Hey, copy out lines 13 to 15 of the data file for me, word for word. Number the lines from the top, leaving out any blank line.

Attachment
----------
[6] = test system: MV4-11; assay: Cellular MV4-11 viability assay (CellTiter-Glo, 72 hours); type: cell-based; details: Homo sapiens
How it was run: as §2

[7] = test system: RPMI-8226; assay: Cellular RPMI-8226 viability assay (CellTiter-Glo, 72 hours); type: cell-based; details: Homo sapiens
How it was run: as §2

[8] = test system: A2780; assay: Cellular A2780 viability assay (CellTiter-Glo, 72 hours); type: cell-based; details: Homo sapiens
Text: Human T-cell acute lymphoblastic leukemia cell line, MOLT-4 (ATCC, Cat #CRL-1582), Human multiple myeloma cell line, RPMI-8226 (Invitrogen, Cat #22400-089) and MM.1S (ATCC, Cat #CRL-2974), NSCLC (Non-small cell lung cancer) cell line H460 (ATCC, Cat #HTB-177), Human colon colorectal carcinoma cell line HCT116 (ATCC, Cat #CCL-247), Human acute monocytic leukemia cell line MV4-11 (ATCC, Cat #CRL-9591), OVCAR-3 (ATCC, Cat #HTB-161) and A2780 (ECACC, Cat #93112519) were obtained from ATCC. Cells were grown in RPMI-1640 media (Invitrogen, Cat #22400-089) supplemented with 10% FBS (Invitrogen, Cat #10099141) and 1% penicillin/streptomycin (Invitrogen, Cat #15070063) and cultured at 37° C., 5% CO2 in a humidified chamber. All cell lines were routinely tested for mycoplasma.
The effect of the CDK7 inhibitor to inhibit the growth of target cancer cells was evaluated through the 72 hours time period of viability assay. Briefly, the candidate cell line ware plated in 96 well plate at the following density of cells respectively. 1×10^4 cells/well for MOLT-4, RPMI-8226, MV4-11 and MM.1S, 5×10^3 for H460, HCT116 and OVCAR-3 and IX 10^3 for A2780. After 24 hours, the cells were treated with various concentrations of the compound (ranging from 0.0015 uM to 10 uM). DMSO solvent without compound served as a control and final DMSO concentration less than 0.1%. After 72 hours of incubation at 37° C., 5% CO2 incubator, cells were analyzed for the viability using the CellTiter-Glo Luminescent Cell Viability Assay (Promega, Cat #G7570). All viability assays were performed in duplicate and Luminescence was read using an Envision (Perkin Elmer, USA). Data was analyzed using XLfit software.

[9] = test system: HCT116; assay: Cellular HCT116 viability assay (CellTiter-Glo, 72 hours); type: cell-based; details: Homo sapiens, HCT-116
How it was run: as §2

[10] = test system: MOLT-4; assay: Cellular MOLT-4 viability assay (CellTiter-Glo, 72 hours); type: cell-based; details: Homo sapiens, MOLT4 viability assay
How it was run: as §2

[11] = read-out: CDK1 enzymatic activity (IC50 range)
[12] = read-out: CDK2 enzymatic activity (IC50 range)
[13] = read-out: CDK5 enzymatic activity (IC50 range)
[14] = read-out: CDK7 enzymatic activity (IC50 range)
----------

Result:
[12] = read-out: CDK2 enzymatic activity (IC50 range)
[13] = read-out: CDK5 enzymatic activity (IC50 range)
[14] = read-out: CDK7 enzymatic activity (IC50 range)